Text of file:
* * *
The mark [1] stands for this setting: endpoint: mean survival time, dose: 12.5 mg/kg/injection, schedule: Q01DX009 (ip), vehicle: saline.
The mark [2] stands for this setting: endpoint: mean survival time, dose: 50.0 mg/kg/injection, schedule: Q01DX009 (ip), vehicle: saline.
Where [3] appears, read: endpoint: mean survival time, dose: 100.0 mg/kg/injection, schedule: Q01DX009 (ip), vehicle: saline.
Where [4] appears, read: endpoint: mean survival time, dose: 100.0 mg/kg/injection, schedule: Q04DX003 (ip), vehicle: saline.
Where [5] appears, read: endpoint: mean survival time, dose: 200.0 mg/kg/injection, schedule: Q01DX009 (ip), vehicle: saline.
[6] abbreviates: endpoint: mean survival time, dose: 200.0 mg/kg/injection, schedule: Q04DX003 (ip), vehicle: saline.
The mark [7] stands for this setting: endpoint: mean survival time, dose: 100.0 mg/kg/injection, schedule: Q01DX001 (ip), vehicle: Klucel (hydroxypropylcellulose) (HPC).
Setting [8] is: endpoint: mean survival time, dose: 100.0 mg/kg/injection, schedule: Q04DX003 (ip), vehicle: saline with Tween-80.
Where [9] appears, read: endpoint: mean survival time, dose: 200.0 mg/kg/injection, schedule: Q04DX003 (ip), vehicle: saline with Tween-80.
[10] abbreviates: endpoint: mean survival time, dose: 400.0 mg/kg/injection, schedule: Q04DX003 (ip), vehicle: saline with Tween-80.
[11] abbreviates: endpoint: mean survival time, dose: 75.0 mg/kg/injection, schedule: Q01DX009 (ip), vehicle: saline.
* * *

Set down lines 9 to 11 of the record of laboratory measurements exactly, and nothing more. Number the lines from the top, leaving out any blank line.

Where [9] appears, read: endpoint: mean survival time, dose: 200.0 mg/kg/injection, schedule: Q04DX003 (ip), vehicle: saline with Tween-80.
[10] abbreviates: endpoint: mean survival time, dose: 400.0 mg/kg/injection, schedule: Q04DX003 (ip), vehicle: saline with Tween-80.
[11] abbreviates: endpoint: mean survival time, dose: 75.0 mg/kg/injection, schedule: Q01DX009 (ip), vehicle: saline.